Re:About Time! (2)

Seranfall (680430) | about 2 months ago | (#46235807)

I've invested way too much time to movies and books to not see laser communications, to at the very least, to the moon in my lifetime. There are many authors that have enjoyed my 25 cents or less of royalties they received that should finally be vindicated by including laser based communications in their books!

to...to... to.. damnit..

Re:About Time! (0)

Anonymous Coward | about 2 months ago | (#46236053)

This was already done in 1968.
http://en.wikipedia.org/wiki/Surveyor_7

"On January 20, while the craft was still in daylight, the TV camera clearly saw two laser beams aimed at it from the night side of the crescent Earth, one from Kitt Peak National Observatory, Tucson, Arizona, and the other at Table Mountain at Wrightwood, California."

Frickin' Laz0rz! (1)

Anonymous Coward | about 2 months ago | (#46235889)

Does it have a Shark2Shark protocol (S2S) implemented?

Who should get the attention? (0)

Anonymous Coward | about 2 months ago | (#46235997)

Funny that this news release is from NIST/JPL, when LLCD came from Lincoln Labs/Goddard http://esc.gsfc.nasa.gov/267/271/Space-Terminal.html

high-speed-wifi vs high-speed-lasers (1)

Anonymous Coward | about 2 months ago | (#46236011)

I've found that most WiFi connections bragging about being highspeed, are not that far from being modem speeds. If it's high-speed, the marketers feel the terminology forces the users into giving them more cash. Evey time I here the phrase, I figuartively want to randomly strangle someone, anyone working in sales.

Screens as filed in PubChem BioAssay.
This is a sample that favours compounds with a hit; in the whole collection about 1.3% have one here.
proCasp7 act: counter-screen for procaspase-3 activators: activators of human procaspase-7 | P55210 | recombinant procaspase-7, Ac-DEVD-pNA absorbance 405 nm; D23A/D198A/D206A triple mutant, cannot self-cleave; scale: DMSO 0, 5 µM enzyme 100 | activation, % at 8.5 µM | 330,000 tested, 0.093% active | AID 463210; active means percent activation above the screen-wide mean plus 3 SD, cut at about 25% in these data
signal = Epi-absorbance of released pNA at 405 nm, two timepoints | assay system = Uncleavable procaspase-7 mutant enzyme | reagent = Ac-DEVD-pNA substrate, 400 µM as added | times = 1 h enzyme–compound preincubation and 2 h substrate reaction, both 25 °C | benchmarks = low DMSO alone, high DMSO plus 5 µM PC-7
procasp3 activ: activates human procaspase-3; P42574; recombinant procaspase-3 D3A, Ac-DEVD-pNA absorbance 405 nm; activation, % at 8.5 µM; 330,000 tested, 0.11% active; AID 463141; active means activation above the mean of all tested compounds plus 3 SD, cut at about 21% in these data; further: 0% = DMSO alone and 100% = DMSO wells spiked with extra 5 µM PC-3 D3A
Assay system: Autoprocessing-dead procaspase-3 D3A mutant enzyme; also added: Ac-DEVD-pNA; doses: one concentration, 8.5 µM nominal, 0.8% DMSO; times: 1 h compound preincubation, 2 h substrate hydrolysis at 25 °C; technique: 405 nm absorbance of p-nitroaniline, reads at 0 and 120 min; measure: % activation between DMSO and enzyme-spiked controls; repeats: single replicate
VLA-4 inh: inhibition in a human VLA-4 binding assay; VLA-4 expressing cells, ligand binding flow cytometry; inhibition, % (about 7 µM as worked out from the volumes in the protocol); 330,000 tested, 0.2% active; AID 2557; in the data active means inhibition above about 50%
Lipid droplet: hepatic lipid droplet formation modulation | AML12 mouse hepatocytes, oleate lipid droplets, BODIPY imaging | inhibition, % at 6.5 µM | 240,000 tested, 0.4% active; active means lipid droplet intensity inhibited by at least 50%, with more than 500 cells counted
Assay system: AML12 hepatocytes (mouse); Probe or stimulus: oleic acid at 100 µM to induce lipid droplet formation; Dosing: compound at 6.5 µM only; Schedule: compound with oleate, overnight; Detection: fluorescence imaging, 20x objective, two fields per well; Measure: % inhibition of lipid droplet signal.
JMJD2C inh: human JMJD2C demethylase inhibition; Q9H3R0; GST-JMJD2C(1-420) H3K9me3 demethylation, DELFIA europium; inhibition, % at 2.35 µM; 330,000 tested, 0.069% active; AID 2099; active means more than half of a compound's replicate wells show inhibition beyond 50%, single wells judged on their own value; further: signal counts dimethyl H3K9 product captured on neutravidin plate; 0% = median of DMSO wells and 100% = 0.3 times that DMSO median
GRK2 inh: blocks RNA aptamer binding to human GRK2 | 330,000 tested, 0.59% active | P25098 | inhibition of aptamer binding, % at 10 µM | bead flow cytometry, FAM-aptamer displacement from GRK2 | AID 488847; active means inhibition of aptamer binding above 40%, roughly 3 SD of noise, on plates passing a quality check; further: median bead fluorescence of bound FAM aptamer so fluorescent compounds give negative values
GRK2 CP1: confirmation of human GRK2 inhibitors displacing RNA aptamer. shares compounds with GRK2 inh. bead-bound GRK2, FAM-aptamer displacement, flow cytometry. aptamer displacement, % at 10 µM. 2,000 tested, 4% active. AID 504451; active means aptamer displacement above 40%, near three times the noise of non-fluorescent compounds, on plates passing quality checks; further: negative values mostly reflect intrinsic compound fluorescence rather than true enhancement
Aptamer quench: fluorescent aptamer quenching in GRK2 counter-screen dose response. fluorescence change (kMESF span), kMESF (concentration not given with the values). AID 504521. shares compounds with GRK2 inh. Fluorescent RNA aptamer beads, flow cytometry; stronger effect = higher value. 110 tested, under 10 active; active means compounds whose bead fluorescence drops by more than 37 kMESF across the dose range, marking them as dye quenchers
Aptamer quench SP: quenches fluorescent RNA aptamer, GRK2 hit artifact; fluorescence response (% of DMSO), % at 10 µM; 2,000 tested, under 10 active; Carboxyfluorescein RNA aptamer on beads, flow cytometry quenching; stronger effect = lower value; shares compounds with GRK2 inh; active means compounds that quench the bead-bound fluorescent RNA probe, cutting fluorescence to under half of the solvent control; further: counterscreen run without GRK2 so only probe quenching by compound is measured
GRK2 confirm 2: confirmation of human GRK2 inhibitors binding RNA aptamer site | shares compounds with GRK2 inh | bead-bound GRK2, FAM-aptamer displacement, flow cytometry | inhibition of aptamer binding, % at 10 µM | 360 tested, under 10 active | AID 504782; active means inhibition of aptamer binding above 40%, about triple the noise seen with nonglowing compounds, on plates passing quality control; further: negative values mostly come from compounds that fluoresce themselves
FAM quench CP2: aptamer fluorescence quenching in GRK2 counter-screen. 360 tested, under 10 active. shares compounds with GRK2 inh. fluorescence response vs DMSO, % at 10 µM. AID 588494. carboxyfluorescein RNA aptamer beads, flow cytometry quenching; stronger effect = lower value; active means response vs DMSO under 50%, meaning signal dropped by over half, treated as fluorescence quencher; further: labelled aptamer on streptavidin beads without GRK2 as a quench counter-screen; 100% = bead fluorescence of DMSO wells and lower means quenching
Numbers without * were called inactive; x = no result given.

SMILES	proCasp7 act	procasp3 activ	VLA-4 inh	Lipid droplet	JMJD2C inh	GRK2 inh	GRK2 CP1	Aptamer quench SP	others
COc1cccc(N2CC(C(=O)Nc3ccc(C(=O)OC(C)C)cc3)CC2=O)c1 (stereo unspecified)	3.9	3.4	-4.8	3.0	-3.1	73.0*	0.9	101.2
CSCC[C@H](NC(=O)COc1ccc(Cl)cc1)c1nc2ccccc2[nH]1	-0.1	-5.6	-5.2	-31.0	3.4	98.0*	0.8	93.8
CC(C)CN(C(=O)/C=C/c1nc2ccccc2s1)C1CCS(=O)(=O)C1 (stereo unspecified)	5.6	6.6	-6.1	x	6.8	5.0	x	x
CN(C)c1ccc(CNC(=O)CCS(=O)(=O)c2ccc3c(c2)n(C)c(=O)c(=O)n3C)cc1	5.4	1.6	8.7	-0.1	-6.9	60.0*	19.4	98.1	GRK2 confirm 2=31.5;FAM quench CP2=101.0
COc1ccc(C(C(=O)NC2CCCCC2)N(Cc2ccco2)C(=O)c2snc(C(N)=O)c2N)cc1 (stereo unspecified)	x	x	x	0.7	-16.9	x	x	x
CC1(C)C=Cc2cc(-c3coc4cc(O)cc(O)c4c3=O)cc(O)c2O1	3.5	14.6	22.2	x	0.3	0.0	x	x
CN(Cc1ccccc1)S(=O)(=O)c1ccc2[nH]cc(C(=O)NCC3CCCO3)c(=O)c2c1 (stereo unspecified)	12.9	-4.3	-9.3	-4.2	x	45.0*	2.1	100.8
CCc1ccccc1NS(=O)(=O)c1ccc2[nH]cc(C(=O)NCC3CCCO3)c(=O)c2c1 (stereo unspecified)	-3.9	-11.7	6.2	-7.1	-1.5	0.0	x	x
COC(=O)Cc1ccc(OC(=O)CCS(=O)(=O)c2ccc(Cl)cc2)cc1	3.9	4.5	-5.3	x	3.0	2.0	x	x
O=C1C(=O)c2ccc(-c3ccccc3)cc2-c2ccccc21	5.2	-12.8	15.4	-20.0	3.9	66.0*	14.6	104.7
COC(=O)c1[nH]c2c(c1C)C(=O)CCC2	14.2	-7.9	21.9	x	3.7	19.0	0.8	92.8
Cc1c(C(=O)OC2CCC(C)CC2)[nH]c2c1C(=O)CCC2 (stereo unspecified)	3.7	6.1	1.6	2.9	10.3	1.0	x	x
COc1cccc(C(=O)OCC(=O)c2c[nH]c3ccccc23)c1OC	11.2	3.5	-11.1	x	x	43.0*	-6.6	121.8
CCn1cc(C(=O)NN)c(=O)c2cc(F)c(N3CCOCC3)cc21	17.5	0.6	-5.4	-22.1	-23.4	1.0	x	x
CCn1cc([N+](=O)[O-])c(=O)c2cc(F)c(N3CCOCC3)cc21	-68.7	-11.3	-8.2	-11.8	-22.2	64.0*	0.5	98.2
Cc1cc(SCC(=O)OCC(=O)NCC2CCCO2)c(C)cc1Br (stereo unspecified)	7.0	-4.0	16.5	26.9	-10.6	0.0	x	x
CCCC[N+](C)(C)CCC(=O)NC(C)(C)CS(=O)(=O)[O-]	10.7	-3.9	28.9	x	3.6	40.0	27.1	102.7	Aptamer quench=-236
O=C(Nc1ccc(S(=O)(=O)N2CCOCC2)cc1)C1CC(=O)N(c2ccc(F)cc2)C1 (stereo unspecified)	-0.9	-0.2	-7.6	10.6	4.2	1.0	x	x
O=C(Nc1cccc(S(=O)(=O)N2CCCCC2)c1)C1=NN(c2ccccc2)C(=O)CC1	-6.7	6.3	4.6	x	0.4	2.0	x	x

Lasers at modem speeds; there's a thought, or not.

Re:high-speed-wifi vs high-speed-lasers (1)

davester666 (731373) | about 2 months ago | (#46236181)

under two assumptions
1) you are talking about telephone modems
2) you are talking about WiFi connections, backed by a internet service that is not through a telephone modem

you must either have only used some astoundingly awesome modems, or some astoundingly crappy WiFi routers

the only case where they have remotely similar speeds is if you are comparing the text-only response via modem to a full web page with a bunch of images along with similar text.